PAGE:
A VM Translator is a program that takes VM code as input and spits out assembly code as output. That’s all well and good if you know what VM code even is.
The hardware side is where the first portion of the Nand to Tetris course picks up. I previously summarized of the topics discussed in the first six modules of the course.
VM Translation sits in the middle to the tail end of the software hierarchy. The Jack programming language, modeled after Java, uses a two-tier compilation. High-level languages are compiled to VM code as an intermediate step before being translated into a hardware-specific assembly language. The VM Translator performs the step of taking the VM code that a compiler spits out and returning assembly code. By splitting compilation into two steps, each can be made simpler.
Another benefit of two-tiered compilation is that it allows multiple programming languages to compile to the intermediate VM code and then share the same VM translation software. For example, Java, Groovy, Kotlin, Scala, and Clojure compile from their respective files into *.class files, which can then be run on the Java virtual machine (JVM) instead of all needing separate code to compile to assembly on different host platforms.
For the nand2tetris course, the VM Translator I built creates code for the Hack computer I made in the first half of this course.
The underpinning of the virtual machine is something called a Stack Machine. Yes, it’s a tad confusing to be introduced to more than one abstract thing called a machine. The critical insight here is that using the concept of a stack machine enables us to turn complex programs into a lower-level abstraction that is still sufficiently high-level to save mental energy when thinking about them. That’s the beauty of having different levels of abstraction; it helps shape the world in models that are simple enough to fit into our dumb monkey brains. Stack machines are Turing complete, which as Nisan and Schocken say,
“Any program, written in any high-level programming language, can be translated into a sequence of operations on a stack.”
A stack is a sequence of memory that can grow and shrink as needed. The two key operations on the stack are
The hack VM model is stack-based in which all of the operations take their operand either from the stack or store their results on the stack. The Hack VM uses eight different virtual segments. Each of the segments acts like it’s own stack and is accesed via push and pop commands.
Separating out memory into different virtual segments allows the meaning of different variables to be preserved. Memory segments make the virtual machine easier to reason about.
// virtual memory segments Segment Role --------------------------------------------------------------- argument Represents the function's arguments local Represents the function's local variables static Represents the static variables seen by the function constant Represents the constant values 0,1,2,3,..., 32767 this Used to store 'this' of the caller that Used to store 'that' of the caller pointer Used to manipulate this & that. More detail below temp Mapped directly on RAM locations 5-12
I’ve included the specification for what the VM commands are supposed to do below. These specs are directly from Ehe Elements of Computing Systems.
Push / Pop commands transfer data between the stack and memory segments.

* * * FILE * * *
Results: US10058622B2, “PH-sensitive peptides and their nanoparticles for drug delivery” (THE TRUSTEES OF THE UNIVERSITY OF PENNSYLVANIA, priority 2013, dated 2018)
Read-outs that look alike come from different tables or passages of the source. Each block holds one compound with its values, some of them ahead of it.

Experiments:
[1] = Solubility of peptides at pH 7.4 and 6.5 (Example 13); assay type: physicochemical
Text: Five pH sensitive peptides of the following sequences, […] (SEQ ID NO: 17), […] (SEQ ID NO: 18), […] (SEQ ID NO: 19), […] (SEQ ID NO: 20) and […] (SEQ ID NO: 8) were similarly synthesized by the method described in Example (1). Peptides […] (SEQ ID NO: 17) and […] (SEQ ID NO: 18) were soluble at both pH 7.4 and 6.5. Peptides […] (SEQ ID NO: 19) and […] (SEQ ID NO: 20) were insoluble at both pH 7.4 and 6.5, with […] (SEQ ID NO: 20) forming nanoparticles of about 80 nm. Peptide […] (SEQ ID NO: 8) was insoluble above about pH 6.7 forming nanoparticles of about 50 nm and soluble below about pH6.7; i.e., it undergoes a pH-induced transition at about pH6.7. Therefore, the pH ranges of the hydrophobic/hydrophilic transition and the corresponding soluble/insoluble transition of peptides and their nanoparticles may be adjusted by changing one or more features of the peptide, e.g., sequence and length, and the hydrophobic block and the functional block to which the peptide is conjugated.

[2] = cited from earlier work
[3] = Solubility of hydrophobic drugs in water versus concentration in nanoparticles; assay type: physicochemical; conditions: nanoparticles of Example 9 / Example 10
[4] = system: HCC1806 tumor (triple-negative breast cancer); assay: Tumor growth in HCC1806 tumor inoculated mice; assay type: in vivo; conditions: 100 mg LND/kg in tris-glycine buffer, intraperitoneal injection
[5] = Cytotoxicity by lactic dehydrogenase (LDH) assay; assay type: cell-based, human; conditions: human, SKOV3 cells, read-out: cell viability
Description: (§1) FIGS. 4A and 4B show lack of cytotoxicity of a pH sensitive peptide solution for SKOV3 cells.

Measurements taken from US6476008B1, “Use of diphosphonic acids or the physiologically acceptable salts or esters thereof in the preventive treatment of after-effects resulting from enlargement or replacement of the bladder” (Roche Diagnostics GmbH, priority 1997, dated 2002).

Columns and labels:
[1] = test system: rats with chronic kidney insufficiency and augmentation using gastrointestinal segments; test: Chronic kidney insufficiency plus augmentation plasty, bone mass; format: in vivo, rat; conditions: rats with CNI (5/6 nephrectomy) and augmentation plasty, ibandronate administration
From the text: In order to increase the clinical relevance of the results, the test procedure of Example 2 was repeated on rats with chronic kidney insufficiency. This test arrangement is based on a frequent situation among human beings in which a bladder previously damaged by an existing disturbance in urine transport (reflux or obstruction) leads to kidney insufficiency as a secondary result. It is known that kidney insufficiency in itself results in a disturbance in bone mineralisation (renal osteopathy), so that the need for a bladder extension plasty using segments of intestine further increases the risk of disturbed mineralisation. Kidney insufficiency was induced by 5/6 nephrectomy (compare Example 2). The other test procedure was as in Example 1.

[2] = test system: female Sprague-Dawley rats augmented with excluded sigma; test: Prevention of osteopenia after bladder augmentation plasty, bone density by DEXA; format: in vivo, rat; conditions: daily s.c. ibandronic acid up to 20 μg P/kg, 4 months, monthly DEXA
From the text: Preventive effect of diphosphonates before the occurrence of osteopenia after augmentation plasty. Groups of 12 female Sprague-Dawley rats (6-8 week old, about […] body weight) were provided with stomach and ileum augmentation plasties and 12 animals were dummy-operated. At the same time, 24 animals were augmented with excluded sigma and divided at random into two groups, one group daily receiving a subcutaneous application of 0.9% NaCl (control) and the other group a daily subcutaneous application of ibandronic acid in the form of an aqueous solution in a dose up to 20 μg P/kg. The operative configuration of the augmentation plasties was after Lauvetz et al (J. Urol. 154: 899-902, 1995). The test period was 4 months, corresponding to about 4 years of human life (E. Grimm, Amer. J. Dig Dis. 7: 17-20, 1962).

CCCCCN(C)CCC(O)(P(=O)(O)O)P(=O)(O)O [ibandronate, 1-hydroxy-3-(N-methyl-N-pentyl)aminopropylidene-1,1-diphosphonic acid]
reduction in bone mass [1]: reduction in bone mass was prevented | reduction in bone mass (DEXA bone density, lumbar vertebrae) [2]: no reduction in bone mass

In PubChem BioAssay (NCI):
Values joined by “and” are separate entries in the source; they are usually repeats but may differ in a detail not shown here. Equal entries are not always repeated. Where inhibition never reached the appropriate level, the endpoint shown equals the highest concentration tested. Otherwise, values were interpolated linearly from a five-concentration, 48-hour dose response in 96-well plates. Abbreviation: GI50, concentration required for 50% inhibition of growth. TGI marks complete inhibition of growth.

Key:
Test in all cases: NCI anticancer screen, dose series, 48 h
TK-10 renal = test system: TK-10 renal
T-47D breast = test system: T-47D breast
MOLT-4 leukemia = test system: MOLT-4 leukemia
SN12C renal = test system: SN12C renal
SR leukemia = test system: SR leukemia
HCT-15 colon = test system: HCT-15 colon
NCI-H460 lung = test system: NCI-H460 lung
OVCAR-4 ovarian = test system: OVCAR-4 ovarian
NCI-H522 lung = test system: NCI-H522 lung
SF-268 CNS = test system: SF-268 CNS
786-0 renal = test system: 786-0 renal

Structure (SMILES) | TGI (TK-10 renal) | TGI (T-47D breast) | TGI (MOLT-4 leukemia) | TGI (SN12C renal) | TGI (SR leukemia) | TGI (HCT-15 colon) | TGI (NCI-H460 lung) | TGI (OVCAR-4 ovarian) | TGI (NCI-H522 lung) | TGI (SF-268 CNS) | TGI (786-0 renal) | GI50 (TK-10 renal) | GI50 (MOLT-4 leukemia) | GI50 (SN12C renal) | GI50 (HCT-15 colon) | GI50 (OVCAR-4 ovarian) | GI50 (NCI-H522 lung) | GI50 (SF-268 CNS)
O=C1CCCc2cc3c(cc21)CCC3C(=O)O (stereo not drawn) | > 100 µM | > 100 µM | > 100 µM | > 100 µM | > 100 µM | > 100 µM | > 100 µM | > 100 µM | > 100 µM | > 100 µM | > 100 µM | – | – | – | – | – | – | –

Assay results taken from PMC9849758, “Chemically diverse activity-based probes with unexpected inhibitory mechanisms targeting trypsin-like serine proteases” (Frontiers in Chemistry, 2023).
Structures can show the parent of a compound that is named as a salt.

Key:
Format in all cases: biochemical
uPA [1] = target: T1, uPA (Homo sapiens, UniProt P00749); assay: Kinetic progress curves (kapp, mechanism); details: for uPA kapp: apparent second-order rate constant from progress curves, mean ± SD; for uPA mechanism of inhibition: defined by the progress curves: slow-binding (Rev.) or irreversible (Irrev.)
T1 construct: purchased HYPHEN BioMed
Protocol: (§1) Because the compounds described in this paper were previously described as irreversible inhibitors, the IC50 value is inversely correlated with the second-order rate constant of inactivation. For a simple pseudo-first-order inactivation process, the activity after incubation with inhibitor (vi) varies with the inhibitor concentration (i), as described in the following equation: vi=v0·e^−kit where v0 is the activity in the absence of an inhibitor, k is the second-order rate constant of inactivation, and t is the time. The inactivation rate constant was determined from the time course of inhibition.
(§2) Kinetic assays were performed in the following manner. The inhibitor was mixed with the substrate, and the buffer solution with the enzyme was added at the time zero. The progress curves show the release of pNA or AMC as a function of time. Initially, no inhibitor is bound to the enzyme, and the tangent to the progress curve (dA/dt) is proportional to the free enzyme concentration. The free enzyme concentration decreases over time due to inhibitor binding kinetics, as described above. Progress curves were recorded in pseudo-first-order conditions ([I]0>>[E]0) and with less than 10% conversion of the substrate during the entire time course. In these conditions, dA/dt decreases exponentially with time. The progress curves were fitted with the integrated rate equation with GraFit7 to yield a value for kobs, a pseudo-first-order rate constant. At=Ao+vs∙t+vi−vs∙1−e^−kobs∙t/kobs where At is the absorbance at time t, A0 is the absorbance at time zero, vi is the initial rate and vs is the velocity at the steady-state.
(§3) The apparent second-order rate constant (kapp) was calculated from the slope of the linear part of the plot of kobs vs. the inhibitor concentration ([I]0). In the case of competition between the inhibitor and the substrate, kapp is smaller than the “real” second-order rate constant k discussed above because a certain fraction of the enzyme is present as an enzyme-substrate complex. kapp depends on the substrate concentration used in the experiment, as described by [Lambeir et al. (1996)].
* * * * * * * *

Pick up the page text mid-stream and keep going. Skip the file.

push segment index: Pushes the value of segment[index] onto the stack, where segment is argument, local, static, this, that, pointer, or temp and index is a nonnegative integer.
pop segment index: Pops the top stack value and stores it in segment[index], where segment is argument, local, static, this, that, pointer, or temp and index is a nonnegative integer.
These commands perform arithmetic and logical operations.
// arithmetic-logical commands of the VM language cmd op comment ------------------------------------------------------- add x + y integer addition (two's complement) sub x - y integer subtraction (two's complement) neg -y arithmetic negation (two's complement) eq x == y equality gt x > y greater than lt x < y less than and x And y bit-wise And or x Or y bit-wise Or not Not y bit-wise Not
Branching commands facilitate conditional and unconditional branching.
label label: Labels the current location in the function’s code. Only labeled locations can be jumped to. The scope of the label is the function in which it is defined. The label is a string composed of any sequence of letters, digits, underscore, dot, and color that does not begin with a digit. The
label command can be located anywhere in the function, before or after the goto commands that refer to it.
goto label: Effects an conditional goto operation, causing execution to continue from the location marked by the label. The goto command and the labeled jump destination must be located in the same function.
if-goto label: Effects a conditional goto operation. The stack’s topmost value is popped; if the value is not zero, execution continues from the location makred by the label; otherwise, execution continues from the next command in the program. The if-goto command and the labeled jump destination must be located in the same function.
Function commands facilitate function call-and-return operations.
function functionName nVars: Marks the beginning of a function named functionName. The command informs that the function has nVars local variables.
call functionName nArgs: Calls the named function. The command informs that nArgs arguments have been pushed onto the stack before the call.
return: Transfers execution to the command just following the call command in the code of the function that called the current function.